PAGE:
- The Washington Times - Wednesday, July 12, 2006

GAZA CITY, Gaza Strip — A Hamas militant leader who has topped Israel’s most-wanted list for a decade was badly wounded and underwent four hours of spinal surgery yesterday after an Israeli F-16 warplane dropped a quarter-ton bomb that killed nine members of one family, security officials said.

The top fugitive, Mohammed Deif, could end up paralyzed, Palestinian security officials said on the condition of anonymity because they were not authorized to discuss his condition. Yesterday’s blast marked the army’s fourth attempt to kill Mr. Deif, held responsible for suicide bombings in Israel. In a 2002 missile strike, he lost an eye.

Yesterday’s air strike on a home in a crowded Gaza City neighborhood was by far the deadliest in Israel’s 15-day military campaign in Gaza, launched after Hamas-allied militants kidnapped an Israeli soldier.

Israel’s air force targeted the two-story house of Nabil Abu Salmiyeh, a Hamas activist and university lecturer, after getting intelligence information that the leaders of Hamas’ military wing, responsible for the abduction of the soldier, were meeting there. Palestinian security officials said seven or eight top Hamas officials were present.

The blast wounded 37 persons, three critically, said Health Minister Bassem Naim. Hospital officials said Raed Saad, a top Hamas operative, was among the wounded, but details of his condition weren’t released.

Mr. Abu Salmiyeh, his wife, and seven of his nine children, ages 4 to 18, all died.

“I heard a really loud explosion, and then I felt the ceiling fall on top of me. I was buried under the rubble,” said Awad Abu Salmiyeh, 19, who along with an older brother were the only family members to survive.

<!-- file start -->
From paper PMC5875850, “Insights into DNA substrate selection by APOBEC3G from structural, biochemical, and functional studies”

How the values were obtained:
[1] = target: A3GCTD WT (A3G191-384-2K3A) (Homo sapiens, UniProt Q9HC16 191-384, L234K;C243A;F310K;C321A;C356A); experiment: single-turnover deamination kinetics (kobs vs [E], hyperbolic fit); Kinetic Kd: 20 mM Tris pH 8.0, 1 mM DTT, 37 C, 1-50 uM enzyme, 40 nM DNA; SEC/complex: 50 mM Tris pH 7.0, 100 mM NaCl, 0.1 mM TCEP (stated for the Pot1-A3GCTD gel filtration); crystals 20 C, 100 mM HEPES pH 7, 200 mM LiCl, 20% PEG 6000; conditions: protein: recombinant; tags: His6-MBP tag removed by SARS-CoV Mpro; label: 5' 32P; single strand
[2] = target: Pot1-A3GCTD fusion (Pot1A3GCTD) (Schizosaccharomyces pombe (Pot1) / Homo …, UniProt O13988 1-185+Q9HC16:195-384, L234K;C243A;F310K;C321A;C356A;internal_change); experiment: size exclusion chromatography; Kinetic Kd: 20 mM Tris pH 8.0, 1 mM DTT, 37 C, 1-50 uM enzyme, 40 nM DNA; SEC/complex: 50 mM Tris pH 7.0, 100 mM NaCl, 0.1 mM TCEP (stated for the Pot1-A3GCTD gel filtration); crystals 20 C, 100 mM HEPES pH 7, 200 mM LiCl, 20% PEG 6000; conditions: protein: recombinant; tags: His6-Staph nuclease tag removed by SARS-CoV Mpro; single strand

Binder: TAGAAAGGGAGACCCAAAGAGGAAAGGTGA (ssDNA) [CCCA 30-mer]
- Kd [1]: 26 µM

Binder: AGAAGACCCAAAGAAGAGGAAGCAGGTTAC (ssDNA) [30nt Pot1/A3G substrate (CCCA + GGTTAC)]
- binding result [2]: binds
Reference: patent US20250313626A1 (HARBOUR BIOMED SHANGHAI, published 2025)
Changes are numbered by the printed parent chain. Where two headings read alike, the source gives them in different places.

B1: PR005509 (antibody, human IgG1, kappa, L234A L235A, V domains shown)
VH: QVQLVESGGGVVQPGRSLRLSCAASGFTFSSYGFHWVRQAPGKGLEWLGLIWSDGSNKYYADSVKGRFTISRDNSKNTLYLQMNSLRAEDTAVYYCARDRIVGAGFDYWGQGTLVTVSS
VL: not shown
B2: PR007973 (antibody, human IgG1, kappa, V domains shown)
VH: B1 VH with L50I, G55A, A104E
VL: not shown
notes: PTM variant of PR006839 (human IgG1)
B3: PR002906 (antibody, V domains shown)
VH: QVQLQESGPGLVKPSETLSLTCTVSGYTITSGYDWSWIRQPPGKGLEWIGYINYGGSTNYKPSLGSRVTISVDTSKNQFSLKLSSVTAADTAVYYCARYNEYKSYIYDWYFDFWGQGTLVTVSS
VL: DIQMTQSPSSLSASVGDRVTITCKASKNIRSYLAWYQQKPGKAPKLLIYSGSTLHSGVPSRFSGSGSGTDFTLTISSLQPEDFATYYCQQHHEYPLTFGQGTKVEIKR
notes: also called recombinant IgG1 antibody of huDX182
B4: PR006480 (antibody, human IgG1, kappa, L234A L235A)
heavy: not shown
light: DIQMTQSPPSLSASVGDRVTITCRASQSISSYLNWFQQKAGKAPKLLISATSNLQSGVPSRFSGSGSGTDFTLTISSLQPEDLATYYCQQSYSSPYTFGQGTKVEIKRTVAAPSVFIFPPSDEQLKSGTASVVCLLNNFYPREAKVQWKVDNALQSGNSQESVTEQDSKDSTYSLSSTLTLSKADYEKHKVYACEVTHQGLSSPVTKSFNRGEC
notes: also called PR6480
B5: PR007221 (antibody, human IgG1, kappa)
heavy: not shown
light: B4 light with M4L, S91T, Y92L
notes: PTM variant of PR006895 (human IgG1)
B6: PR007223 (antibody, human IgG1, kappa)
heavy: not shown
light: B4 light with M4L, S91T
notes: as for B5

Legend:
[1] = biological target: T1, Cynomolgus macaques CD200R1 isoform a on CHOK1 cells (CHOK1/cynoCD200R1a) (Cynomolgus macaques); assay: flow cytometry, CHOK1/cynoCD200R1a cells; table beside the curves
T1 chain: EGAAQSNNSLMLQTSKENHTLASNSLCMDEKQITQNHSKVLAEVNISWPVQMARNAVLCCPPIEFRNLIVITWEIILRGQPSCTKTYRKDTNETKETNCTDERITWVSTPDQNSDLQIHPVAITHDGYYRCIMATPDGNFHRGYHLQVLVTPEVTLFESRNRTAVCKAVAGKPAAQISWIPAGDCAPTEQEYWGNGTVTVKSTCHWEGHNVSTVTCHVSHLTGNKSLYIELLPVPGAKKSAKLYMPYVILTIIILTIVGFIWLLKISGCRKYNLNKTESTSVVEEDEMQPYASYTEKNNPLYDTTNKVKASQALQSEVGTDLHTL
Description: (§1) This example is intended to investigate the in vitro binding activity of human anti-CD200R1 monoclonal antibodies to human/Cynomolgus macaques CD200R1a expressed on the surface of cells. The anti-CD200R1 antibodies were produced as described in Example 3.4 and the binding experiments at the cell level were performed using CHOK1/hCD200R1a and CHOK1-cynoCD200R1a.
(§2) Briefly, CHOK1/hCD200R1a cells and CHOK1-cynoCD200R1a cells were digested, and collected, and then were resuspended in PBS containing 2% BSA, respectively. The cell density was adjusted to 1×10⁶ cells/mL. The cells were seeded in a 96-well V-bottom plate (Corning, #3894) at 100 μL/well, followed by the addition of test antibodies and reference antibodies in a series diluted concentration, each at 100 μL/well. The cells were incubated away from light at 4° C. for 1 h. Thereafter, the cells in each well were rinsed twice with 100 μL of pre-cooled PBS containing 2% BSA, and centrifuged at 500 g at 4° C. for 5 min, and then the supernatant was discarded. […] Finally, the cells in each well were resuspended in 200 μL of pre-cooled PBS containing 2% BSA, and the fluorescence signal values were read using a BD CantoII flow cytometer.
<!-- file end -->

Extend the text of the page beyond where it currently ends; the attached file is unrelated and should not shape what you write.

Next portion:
The bombardment brought down the house and buried residents under the rubble. Rescue workers pulled out the mangled body of a young child.

Hamas militants took over the intensive-care unit at Gaza’s Shifa Hospital yesterday. Several people were being treated, including some in critical condition, medical officials said. Black-uniformed Hamas gunmen stood guard. A large bearded man blocked people from entering, permitting only a team of doctors and top Hamas officials, such as Foreign Minister Mahmoud Zahar, to pass.

The guard angrily declined to say who was being treated.

Israeli officials accused the militants of using civilians as a shield by meeting in a private home.

“Israel is compelled to take action against those planning to unleash lethal terror attacks against Israeli citizens,” said David Baker, an official in the office of Israeli Prime Minister Ehud Olmert. “Palestinian terrorist leaders continue to take refuge among, and hide behind, their own civilians.”

Israel launched its military campaign after Palestinian militants captured the Israeli soldier June 25. Israel has rejected demands that it release hundreds of prisoners in exchange for the soldier and has instead stepped up its offensive in Gaza.

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